Does it really matter if it’s January or July? You can clean up your diet any time of year, even if it’s just one small change at a time. In fact, we at Optimal Wellness Niagara believe in progress, one step at a time so continually making small changes to your diet will go a long way to increase your overall health.
Below is a 12-step program for cleaning up your diet. Take a month to complete each step below. Taking time means your new healthy eating habits will most likely start to become the norm for you, that your palate will adjust to the new flavours of real food, that you will find new quick and delicious dishes to eat, and that your hormones can balance and remove carb or sugar cravings. Taking it slowly removes UDP Syndrome (Unreasonable Diet Perfection) which can cause spikes and crashes in your self-esteem and will-power that leads to typical diet failure.
Your diet is but one part of anyone’s personal wellness program – but it’s a great start.
Step One: eat twice as many vegetables as you are eating right now. Click the link for more details.
Step Two: reduce the refined carbohydrates by half. Click the link for more details.
Step Three: eat whole foods – meaning fruit and vegetables, not fruit juices or frozen vegetable dinners. Fresh whole foods are synergistic, meaning they contain vitamins, minerals, enzymes, fibre and hundreds of other live nutrients your body needs to function properly. Don’t be afraid of sugar in fruits and vegetables because they will be balanced by fibre and other factors that work naturally in your body.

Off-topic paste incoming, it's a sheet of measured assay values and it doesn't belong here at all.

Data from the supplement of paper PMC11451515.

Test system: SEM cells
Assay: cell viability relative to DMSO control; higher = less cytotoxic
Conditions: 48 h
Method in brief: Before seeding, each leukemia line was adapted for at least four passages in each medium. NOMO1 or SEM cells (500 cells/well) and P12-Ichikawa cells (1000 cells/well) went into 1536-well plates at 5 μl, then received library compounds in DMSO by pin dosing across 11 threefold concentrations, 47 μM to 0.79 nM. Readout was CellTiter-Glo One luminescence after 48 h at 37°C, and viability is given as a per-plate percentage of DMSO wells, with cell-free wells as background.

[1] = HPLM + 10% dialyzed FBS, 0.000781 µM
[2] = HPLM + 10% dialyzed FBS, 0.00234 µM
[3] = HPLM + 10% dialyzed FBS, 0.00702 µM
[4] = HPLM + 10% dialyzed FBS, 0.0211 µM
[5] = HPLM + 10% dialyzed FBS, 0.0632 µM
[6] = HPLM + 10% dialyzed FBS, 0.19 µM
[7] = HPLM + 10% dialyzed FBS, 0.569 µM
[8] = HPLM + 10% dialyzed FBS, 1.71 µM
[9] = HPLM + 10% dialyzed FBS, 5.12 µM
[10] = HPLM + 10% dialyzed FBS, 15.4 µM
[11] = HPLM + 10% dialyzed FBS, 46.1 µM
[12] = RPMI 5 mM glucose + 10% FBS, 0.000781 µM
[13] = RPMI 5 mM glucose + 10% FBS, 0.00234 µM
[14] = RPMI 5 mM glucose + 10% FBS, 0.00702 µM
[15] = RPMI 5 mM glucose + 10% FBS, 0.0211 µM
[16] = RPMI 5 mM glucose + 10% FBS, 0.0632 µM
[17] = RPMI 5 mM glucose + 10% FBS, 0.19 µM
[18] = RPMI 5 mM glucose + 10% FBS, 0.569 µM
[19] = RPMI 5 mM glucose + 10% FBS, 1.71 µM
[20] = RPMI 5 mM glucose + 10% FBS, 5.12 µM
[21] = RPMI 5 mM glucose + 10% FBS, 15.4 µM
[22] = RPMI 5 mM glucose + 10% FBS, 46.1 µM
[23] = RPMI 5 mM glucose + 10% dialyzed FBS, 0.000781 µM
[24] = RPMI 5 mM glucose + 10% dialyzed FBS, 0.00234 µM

Step Four: remove all added sugar from your diet including sodas and sugary fruit juices. Sugar in processed foods is a danger to your health. These are called empty calorie foods, meaning the sugar adds calories but the food doesn’t offer any vitamins, minerals or any other live ingredients to balance it off or make it healthy, despite what the front of the package claims. Sugar is the number one killer in Canada and is not an essential nutrient.
Step Five: I don’t agree with the low-fat movement, however, what was born out of that era was a distinction between good and bad fats – that’s a good thing. Today we understand that we need to eat more good or healthy fats such as extra virgin olive oil, olives, avocados, avocado oil, butter, coconut oil (in moderation). You can increase your consumption of healthy fats and don’t need to worry about weight gain. Eating a good amount of healthy fat daily will curb carbohydrate cravings.
Step Six: too much animal protein can be hard on your body in many ways. By cutting back on your animal protein and eating more vegetables, you lessen the burden and allow your body space it may need to heal. Choose grass-fed or organic options. Try eating more fatty fish such as cold-water salmon, trout, tuna, and seafood.